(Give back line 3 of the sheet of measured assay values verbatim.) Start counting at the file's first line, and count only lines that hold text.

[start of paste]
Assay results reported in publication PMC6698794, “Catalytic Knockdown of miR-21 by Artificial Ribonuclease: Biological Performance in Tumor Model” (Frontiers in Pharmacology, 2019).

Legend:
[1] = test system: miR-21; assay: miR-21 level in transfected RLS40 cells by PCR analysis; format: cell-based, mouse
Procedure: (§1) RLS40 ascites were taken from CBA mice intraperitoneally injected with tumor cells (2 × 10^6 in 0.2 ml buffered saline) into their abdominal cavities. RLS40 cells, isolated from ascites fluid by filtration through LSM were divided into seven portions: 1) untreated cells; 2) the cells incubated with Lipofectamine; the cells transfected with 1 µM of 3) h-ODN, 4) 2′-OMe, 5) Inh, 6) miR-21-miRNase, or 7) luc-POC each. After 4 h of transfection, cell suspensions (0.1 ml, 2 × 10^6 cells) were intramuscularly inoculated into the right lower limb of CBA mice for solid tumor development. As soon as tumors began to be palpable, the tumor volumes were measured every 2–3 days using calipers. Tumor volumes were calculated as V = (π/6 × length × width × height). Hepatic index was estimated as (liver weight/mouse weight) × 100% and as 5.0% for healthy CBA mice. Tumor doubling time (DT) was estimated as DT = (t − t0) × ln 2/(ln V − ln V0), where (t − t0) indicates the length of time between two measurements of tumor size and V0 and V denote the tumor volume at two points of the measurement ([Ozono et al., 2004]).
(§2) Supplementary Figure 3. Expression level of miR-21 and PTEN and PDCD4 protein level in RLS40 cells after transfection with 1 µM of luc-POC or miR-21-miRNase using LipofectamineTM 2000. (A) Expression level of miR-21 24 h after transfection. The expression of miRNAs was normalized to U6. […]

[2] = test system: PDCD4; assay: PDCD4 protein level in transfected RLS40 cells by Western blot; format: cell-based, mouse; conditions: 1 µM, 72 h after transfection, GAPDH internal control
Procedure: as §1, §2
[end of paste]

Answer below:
[1] = test system: miR-21; assay: miR-21 level in transfected RLS40 cells by PCR analysis; format: cell-based, mouse